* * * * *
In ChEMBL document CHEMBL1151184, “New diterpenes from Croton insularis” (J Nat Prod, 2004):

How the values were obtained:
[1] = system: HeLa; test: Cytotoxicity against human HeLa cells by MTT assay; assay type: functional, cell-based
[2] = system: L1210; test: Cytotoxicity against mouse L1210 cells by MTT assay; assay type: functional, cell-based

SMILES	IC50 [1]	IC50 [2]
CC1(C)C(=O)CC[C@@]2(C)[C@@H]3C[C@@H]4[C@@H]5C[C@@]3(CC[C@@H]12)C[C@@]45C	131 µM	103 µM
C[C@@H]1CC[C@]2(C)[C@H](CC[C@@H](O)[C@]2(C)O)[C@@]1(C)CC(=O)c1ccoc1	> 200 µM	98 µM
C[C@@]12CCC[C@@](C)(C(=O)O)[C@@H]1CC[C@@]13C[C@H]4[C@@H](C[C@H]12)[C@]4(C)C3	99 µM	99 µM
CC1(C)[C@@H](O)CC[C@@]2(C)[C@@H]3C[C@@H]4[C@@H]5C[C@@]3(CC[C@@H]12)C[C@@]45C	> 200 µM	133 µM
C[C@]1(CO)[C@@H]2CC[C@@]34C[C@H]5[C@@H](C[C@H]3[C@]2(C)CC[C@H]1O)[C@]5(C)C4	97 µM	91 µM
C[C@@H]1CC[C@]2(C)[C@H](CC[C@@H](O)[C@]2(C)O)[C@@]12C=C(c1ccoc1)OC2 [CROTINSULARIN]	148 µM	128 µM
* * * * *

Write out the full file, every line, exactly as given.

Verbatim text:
In ChEMBL document CHEMBL1151184, “New diterpenes from Croton insularis” (J Nat Prod, 2004):

How the values were obtained:
[1] = system: HeLa; test: Cytotoxicity against human HeLa cells by MTT assay; assay type: functional, cell-based
[2] = system: L1210; test: Cytotoxicity against mouse L1210 cells by MTT assay; assay type: functional, cell-based

SMILES	IC50 [1]	IC50 [2]
CC1(C)C(=O)CC[C@@]2(C)[C@@H]3C[C@@H]4[C@@H]5C[C@@]3(CC[C@@H]12)C[C@@]45C	131 µM	103 µM
C[C@@H]1CC[C@]2(C)[C@H](CC[C@@H](O)[C@]2(C)O)[C@@]1(C)CC(=O)c1ccoc1	> 200 µM	98 µM
C[C@@]12CCC[C@@](C)(C(=O)O)[C@@H]1CC[C@@]13C[C@H]4[C@@H](C[C@H]12)[C@]4(C)C3	99 µM	99 µM
CC1(C)[C@@H](O)CC[C@@]2(C)[C@@H]3C[C@@H]4[C@@H]5C[C@@]3(CC[C@@H]12)C[C@@]45C	> 200 µM	133 µM
C[C@]1(CO)[C@@H]2CC[C@@]34C[C@H]5[C@@H](C[C@H]3[C@]2(C)CC[C@H]1O)[C@]5(C)C4	97 µM	91 µM
C[C@@H]1CC[C@]2(C)[C@H](CC[C@@H](O)[C@]2(C)O)[C@@]12C=C(c1ccoc1)OC2 [CROTINSULARIN]	148 µM	128 µM